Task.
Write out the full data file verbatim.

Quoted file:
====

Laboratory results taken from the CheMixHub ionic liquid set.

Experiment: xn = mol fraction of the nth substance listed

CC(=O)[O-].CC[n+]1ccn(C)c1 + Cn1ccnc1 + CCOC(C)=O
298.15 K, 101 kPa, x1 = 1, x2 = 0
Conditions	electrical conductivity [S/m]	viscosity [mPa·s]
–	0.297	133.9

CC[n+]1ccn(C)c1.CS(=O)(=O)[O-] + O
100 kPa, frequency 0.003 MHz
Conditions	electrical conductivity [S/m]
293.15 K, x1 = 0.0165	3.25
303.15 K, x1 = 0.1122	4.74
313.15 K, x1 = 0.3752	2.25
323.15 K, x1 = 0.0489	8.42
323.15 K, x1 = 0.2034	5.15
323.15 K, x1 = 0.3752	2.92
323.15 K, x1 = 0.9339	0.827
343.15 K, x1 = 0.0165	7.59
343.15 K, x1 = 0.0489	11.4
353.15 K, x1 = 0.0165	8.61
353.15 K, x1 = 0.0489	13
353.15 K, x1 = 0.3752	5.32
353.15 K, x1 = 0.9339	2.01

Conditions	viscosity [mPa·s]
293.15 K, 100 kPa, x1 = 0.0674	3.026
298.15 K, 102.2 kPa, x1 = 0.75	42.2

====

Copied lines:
Laboratory results taken from the CheMixHub ionic liquid set.

Experiment: xn = mol fraction of the nth substance listed

CC(=O)[O-].CC[n+]1ccn(C)c1 + Cn1ccnc1 + CCOC(C)=O
298.15 K, 101 kPa, x1 = 1, x2 = 0
Conditions	electrical conductivity [S/m]	viscosity [mPa·s]
–	0.297	133.9

CC[n+]1ccn(C)c1.CS(=O)(=O)[O-] + O
100 kPa, frequency 0.003 MHz
Conditions	electrical conductivity [S/m]
293.15 K, x1 = 0.0165	3.25
303.15 K, x1 = 0.1122	4.74
313.15 K, x1 = 0.3752	2.25
323.15 K, x1 = 0.0489	8.42
323.15 K, x1 = 0.2034	5.15
323.15 K, x1 = 0.3752	2.92
323.15 K, x1 = 0.9339	0.827
343.15 K, x1 = 0.0165	7.59
343.15 K, x1 = 0.0489	11.4
353.15 K, x1 = 0.0165	8.61
353.15 K, x1 = 0.0489	13
353.15 K, x1 = 0.3752	5.32
353.15 K, x1 = 0.9339	2.01

Conditions	viscosity [mPa·s]
293.15 K, 100 kPa, x1 = 0.0674	3.026
298.15 K, 102.2 kPa, x1 = 0.75	42.2